Jim Drake’s Entertainment Blog: What will they say when I’m gone?

You may have noticed in the last few issues of the news I’ve been asking folks to send in Rick Hulett memories. Rick, a well-known and much-loved member of the music community, died on April 22. Rick’s five-year struggle with a rare cancer surely would test anyone’s strength and willpower — but he chose to press through the ordeal by playing music and surrounding himself with family and friends. Thanks to all who sent in your memories, I’ll devote a few columns to this throughout May, and they’ll be online, too. I think the first time I saw Rick play was in 1996, on that elevated stage at Big Horse Brew Pub, and I remember wondering, how the heck do you get your stuff up there? — Jim Drake

One of my dearest memories of Rick Hulett is that of mentor. I asked Rick if he would speak to my son Jordan Moore who was deeply interested in working in the recording industry. Rick suggested meeting with Jordan and I at his studio in Bingen, Wash. When we arrived, we found out that Rick had had a particularly difficult day with his cancer symptoms. We would have rescheduled our meeting in a heartbeat, yet Rick never asked us to. He described the educational needs of a recording engineer as well as the physical aspects — how very important it is to protect one’s hearing in that environment. What he showed Jordan went beyond what he told him. He put aside his own needs and his own pain to share his precious time. He showed him that he cared to meet a young man he did not know, he thoughtfully put together a well informed discussion for him and he offered to mentor him further. He left a remarkable impression on my son.

Sandy Camillucci

Hood River

To me Rick was incredible inspiration, inspiration of how to live Life. To me Rick was inspiration of Love, of how Love transcends. Transcends all obstacles put in the way and still it continues to grow. Forever in my mind and heart I will see that smile, that twinkle of the eye, hear that incredible mastery of music and continue to be inspired by that passion for life. Bigfoot Lives Forever!

Peny Wallace

Mosier

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Parkdale third graders sing "12 Disaster Days of Christmas"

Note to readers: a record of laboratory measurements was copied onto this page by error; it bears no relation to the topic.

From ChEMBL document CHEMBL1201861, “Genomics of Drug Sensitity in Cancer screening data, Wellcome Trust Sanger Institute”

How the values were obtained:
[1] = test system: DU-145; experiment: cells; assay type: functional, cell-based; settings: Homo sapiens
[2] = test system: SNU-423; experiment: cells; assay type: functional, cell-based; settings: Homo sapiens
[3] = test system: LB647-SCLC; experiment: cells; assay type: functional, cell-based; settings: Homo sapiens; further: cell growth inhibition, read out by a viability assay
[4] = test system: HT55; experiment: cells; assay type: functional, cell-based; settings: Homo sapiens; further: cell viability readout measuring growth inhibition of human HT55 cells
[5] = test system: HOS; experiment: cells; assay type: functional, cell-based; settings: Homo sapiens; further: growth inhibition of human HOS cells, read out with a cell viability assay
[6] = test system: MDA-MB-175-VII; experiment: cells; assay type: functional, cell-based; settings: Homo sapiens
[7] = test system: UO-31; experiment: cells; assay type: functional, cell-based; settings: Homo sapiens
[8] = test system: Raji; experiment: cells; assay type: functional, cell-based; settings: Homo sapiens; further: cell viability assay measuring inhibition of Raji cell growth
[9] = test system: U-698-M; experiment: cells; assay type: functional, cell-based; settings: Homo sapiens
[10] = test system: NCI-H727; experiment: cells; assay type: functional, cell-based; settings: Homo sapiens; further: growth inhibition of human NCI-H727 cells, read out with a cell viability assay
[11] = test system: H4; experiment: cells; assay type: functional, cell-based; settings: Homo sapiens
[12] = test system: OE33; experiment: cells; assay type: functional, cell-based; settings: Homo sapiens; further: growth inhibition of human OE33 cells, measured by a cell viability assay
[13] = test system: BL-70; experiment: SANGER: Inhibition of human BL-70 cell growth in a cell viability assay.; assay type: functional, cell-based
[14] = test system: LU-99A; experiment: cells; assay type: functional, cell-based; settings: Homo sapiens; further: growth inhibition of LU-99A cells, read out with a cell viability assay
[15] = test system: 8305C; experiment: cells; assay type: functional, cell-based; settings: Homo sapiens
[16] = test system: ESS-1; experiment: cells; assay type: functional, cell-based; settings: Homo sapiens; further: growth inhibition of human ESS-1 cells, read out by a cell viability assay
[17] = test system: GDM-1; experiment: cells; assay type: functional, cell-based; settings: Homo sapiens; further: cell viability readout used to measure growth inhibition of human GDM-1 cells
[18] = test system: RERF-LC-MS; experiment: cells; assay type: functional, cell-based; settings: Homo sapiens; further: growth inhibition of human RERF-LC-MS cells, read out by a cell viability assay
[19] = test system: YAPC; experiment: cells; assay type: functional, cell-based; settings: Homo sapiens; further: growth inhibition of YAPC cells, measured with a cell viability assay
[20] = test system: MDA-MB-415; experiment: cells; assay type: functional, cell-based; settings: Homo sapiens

Welcome to your sing-able Christmas gift list. What follows is an emergency rendition of “12 Days of Christmas” – for outfitting your home or car in case of snow storm, earthquake, flood or other emergency. Read it as a simple list, or sing it to the tune of “12 Days” – you know, as in “ … and a partridge in a pear tree…” Not to make light of it, but the song is a familiar framework for a set of gift ideas that you could consider gathering together, even if the recipient already owns items such as a bunch of coats, tire chains and flashlights. Stores throughout the Gorge are stocked up on all these items. Buying all 12 days might be prohibitive, but here are three ideas for checking any of the dozen off your list (notations follow, 1-12.) The gift items needed to stay warm, dry and safe are also coded to suggest items in your abode (A) in your car (C) or both (B). 12 Gallons of Water (A) 11 Family meals (B) 10 Cans of propane (A) 9 Hygiene bags (B) 8 Packs of batteries (A) 7 Spare coats (B) 6 Bright red flares (C) 5 Cozy blankets (B) 4 Tire chains (C) 3 Flashlights (B) 2 cell phone chargers (B) 1 And a crush-proof first aid kit (B) Price ranges? Here’s a few quotes for days Three, Two, Four and Nine: n A family gift of flashlights (three will run $15-30, Hood River Supply, Tum-A-Lum) n Cell phone chargers (two will run $30-60) n Tire chains (basic set, $30, Les Schwab, returnable if unused for the winter) n Family meals ($100 or so should cover the basics for three or four reasonably well-fed days) n The home kit should be kept in a handy place near an exit, and remember that water needs to be replenished every few months. If you have a solid first aid kit already, switch out the gift idea with “and-a-sto-o-u-t- tub-for it-all …” Otherwise, it’s a case of assembling your home or car kits and making sure all members of the family know what the resources are and how to use them (ie flares and propane). Emergency situations are at worst life-threatening, at best deeply uncomfortable if you and your family are left without power for an extended period, or traveling and find yourself in a situation where you need to wait out a storm, lengthy traffic delay, or other crisis. Notes on the 12 gift ideas: 12 – Gallons of water: that’s one per person in a four-member family to last for three days, the recommended minimum to be prepared for utility outages. 11 – Easy-open packaged goods, energy bars, dried food and nuts are good things to include for nutrition. Think of what your family of four needs for three days to stay fortified and hydrated (see number 12). Can-opener also recommended 10 – If you have a propane camping stove, keep extra fuel handy. 9 – Hygiene bags: put packaged moistened towelettes, toilet paper, and plastic ties in large garbage bags (for personal sanitation) Resource list courtesy of Hood River County Emergency Management, Barbara Ayers, manager/ 541-386-1213. The county also reminds residents to Get a Kit, Make A Plan to connect your family if separated, and Stay Informed. See www.co.hood-river.or.us to opt-in for citizen alerts. Enlarge



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